Six students were selected from Meharry Medical College, an historically Black medical school in Nashville, in a program designed by Yale School of Medicine’s Office of Diversity, Equity and Inclusion to provide them with research experience and career advancing networking opportunities. The students will work alongside Yale faculty members and residents, begin building networks, and deepen their understanding of careers paths in psychiatry, neurosurgery, and neuroscience.
Learning to lead: a new digital resource library for women faculty in medicine at Yale
The Women’s Leadership Resource Library launched online in April. The fully digital lending library, available to anyone with Yale Library access, includes books, podcasts, TED talks, online courses and other resources that address topics like building confidence, embracing vulnerability, knowing your worth, responding in crisis, and the soft skills needed to become an effective leader.
Through F-1 Doctors, Yale’s doctors in training make it easier for international students to attend U.S. medical schools
Rachel Jaber Chehayeb wanted to stay in the U.S. to attend medical school after graduating from Yale College, but she knew it would be difficult. As a Lebanese citizen, she would have to navigate visa requirements and loans without nearby family or a ready support network. “I only knew of one person who had done it,” said Chehayeb, a first-year medical student at Yale School of Medicine. “There was not a community of international medical students.”
Donation Creates Diversity, Equity, Inclusion Fund at the Yale School of Public Health
The Yale School of Public Health’s ongoing efforts to promote diversity, equity and inclusion received a substantial boost recently with a generous donation from Dr. Pilar Vargas and her husband Dean Sten H. Vermund.
#BlackLivesMatter to Yale Pediatrics
While we certainly don’t have all the answers, we refuse to remain passive. Let’s not continue to be part of the problem. Let us not be afraid to critically appraise ourselves and engage in reflection of our own conscious and unconscious racist beliefs and actions.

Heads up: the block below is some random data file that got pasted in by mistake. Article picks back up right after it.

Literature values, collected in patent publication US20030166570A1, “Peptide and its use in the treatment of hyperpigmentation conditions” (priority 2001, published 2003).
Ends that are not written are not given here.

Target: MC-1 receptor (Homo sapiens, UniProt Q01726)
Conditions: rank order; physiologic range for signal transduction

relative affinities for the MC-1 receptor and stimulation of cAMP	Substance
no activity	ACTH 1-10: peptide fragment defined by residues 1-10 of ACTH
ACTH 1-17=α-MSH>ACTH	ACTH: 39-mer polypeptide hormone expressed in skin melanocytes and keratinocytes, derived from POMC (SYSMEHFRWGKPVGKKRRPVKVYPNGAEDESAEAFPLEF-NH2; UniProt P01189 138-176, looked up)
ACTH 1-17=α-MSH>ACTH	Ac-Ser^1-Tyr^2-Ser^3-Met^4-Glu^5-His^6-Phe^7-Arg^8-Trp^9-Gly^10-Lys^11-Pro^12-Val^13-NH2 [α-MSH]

With the Renewal of the Yale CTSA Comes New Funding Opportunities
Yale’s status as a funded CTSA site opens several additional opportunities for external funding through National Center for Advancing Translational Sciences (NCATS). Through the NCATS’s Division of Innovation, the NIH institute and division that oversee all CTSA funding, Yale investigators can now apply for new research opportunities available only to universities with funded CTSA hubs. As part of this program, Robert Sherwin and the Yale CTSA have already been awarded three of these grants; in addition, new opportunities will continue to become available.
Sudanese ‘Scholar at Risk’ finds safety and a temporary home at YSPH
Eman Salih, a public health professional from Sudan’s capital, Khartoum, couldn't return to her home in Sudan following a fellowship because of the civil war that erupted in April. And it’s what has led her to the Yale School of Public Health. She is one of 14 scholars, writers, artists, and activists across Yale University who have found a temporary home here as part of Yale’s Scholars at Risk program
$1.2 million grant boosts YSPH student’s work assisting human trafficking victims
Nathan Earl ’24, a student in the Yale School of Public Health’s Executive MPH program and an anti-human trafficking advocate, was a collaborator on a recent joint $1.2 million grant awarded by the U.S. Department of Justice.